The management of the National Health Insurance (NHI) scheme said it is awaiting legal opinion on whether it is allowed to suspend benefits enjoyed by employees, whose bosses are delinquent in making contributions to the NHI on their behalf.
Deputy Director of the Social Security Board Jeanette Scatliffe-Boynes made the disclosure in an interview with BVI News Online yesterday – weeks after head of the NHI Roy Barry disclosed that employees are being suspended.
He, at the time, stated that he did not know the exact number of persons suspended from the NHI. But Barry noted that all persons employed to some 1,000 delinquent bosses would have been under suspension.
News of the suspension caused widespread outcry as members of the public argued that the employers are the ones who should be punished – not the employees.
Under the law, employers are obligated to deduct the mandatory NHI contribution from their employees wages and then pay it over to the authorities.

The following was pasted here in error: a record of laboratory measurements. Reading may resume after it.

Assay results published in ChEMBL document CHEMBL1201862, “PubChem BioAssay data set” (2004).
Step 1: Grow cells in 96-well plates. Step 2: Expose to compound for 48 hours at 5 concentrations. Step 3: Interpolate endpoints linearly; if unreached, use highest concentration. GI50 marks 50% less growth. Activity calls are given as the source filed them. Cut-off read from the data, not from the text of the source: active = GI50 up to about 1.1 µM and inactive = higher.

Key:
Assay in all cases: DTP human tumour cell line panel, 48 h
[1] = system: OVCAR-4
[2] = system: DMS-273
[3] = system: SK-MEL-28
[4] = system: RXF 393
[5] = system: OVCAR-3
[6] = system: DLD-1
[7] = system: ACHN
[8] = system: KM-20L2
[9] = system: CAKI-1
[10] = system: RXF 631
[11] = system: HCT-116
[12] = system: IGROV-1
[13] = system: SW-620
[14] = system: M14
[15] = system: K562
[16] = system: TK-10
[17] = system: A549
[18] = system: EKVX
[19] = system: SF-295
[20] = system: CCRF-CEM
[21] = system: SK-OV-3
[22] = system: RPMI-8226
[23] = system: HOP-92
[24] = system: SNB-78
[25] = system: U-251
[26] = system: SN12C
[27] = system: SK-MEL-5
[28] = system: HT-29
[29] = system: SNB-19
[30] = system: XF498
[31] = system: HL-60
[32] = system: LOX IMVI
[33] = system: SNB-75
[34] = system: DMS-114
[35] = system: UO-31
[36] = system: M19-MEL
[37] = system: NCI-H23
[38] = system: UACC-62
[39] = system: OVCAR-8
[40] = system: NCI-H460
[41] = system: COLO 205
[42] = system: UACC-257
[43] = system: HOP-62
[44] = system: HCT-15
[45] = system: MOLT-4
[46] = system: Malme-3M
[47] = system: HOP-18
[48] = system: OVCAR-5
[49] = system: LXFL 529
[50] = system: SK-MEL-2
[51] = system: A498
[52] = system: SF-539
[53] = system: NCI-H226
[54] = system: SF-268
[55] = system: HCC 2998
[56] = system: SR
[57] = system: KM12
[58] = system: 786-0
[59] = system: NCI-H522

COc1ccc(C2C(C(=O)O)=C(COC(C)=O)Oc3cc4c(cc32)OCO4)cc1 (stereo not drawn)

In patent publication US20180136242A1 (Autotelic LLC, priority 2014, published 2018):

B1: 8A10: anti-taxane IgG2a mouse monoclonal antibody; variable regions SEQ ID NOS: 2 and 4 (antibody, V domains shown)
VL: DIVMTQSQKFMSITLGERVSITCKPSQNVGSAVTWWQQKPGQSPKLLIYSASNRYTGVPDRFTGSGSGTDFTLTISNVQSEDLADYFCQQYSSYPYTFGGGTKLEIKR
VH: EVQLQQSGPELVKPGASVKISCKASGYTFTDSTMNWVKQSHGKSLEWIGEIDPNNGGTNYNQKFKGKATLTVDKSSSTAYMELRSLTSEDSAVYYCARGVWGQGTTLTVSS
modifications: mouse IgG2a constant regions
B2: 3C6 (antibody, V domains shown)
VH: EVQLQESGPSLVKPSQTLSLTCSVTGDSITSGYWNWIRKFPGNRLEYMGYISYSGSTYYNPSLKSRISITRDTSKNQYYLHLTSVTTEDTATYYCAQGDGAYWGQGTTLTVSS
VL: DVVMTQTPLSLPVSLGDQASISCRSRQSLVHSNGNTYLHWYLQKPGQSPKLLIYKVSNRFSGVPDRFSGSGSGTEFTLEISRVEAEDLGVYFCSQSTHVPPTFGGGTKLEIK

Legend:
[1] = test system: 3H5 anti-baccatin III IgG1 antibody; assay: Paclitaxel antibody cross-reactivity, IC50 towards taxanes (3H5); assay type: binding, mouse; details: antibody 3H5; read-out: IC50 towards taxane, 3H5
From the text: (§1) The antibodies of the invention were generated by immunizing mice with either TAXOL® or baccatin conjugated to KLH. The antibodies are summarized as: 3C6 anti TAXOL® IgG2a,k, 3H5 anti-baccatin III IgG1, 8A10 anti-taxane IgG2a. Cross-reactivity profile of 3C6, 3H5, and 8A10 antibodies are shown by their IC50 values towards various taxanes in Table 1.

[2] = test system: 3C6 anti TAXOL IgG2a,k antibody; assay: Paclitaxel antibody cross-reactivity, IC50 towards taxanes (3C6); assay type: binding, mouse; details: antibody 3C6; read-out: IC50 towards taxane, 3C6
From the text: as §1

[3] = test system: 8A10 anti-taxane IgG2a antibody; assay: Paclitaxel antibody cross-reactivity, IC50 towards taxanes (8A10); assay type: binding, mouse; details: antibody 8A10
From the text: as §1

Critics of the NHI action also cited Section 31 of Social Security (NHI) Regulations, which states: “The failure of an employer to pay contributions in respect of an employee in accordance with Regulation 28 shall in no way affect the benefits that an employee is entitled to under the NHI system.”
When Minister of Health and Social Security Ronnie Skelton was approached last month about the concerns being raised, he was only prepared to tell BVI News Online that he was not aware of the NHI suspending any employee.
Scatliffe-Boynes, up to yesterday, corroborated the NHI boss’ previous declaration that the suspension is in full effect.
She further told BVI News Online: “The Social Security Board is awaiting legal opinion on the matter of the suspension of benefits. Once legal opinion is received, the Social Security Board will make the decision as to the way forward as it relates to the suspension of NHI benefits.”